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This study aimed to characterize ganglion hypertrophy in the major pelvic ganglion (MPG) of male rats after contralateral ganglionectomy. Eighteen adult male Sprague-Dawley rats were used in this study. Nine of them were subjected to long-term (6 weeks) contralateral ganglionectomy, and nine were used as a control group. Six weeks postoperatively, the ani-mals were euthanized and the MPG was identified and removed completely with its acces-sory ganglia and the associated nerves. The ganglia were then studied at the light micro-scope level using acetylcholinesterase histochemistry and synaptophysin immunohistochem-istry, and at the ultrastructural level using transmission electron microscopy. To assess the size of ganglionic neurons, morphometric analysis was done at the light microscope level of sections of resin-embedded pelvic ganglia. No shift was found in location of remaining gan-glion after contralateral ganglionectomy. The remaining ganglion was larger and more elongated dorso-ventrally. Morphometric analysis done using semi-thin and thin sections revealed an increase in the neuronal size and expansion of synaptic connections of the con-tralateral ganglionectomy over the control, but there was no evidence of increased neournal number following contralateral ganglionectomy, despite the fact that it was found that after few weeks post contralateral ganglionectomy the remaining ganglion extended its innerva-tions to cover the opposite side which was innervated by the excised ganglion. We demon-strated the occurrence of hypertrophy in the neurons of the pelvic ganglion in the adult male rats, and that this hyperatrophy was a result of increase in neuronal size rather than number. This study has paved the way for investigating the mechanisms underlying neu-ronal hypertrophy, such as the role of cellular signaling processes and neurotrophic factors involved in pelvic neuron plasticity.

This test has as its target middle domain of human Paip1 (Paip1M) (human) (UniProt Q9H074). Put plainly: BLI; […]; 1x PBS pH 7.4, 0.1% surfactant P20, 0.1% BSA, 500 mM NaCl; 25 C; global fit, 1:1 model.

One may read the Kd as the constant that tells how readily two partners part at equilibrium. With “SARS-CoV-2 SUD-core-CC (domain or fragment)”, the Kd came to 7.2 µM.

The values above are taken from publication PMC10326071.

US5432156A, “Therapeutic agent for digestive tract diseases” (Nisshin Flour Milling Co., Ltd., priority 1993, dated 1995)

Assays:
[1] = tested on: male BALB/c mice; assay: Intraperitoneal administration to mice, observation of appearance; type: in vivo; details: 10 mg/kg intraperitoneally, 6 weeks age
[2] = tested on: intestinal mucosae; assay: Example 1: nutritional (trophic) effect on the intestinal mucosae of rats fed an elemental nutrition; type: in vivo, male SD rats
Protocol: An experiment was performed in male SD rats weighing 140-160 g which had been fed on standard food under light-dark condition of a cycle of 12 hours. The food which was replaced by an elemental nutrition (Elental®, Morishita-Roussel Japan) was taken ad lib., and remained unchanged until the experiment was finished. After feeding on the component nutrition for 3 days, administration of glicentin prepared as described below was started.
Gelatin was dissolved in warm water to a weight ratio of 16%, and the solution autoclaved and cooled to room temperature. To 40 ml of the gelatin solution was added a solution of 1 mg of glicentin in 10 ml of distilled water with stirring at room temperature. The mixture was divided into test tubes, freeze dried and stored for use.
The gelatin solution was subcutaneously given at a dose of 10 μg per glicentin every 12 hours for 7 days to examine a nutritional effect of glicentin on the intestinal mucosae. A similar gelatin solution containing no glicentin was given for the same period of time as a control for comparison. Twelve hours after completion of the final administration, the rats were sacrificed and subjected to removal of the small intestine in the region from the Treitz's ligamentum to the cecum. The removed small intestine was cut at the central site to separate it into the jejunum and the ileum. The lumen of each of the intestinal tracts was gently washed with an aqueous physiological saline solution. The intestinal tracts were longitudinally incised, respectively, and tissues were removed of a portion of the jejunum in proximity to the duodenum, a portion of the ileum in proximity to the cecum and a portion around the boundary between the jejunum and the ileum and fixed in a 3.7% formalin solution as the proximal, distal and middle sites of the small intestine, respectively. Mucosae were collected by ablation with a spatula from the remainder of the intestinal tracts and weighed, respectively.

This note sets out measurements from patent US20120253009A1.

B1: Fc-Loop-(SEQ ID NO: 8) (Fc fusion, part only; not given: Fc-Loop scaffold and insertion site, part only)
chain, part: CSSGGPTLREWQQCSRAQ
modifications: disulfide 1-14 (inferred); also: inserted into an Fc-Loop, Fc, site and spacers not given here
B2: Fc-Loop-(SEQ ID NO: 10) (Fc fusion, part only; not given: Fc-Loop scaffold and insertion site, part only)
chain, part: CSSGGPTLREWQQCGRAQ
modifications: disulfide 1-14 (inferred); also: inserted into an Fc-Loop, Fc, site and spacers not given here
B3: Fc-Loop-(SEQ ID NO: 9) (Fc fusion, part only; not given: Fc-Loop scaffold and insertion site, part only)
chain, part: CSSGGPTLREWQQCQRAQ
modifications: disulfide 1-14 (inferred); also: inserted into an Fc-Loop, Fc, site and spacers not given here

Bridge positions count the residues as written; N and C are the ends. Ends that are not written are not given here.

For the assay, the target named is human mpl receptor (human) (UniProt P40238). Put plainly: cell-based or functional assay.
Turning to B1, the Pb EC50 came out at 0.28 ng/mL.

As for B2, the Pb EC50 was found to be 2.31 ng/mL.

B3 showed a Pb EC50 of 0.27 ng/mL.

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Author(s): Abdullah Aldahmash and Muhammad Atteya
Ganglionectomy, major pelvic ganglion, neuronal hypertrophy, neuronal plasticity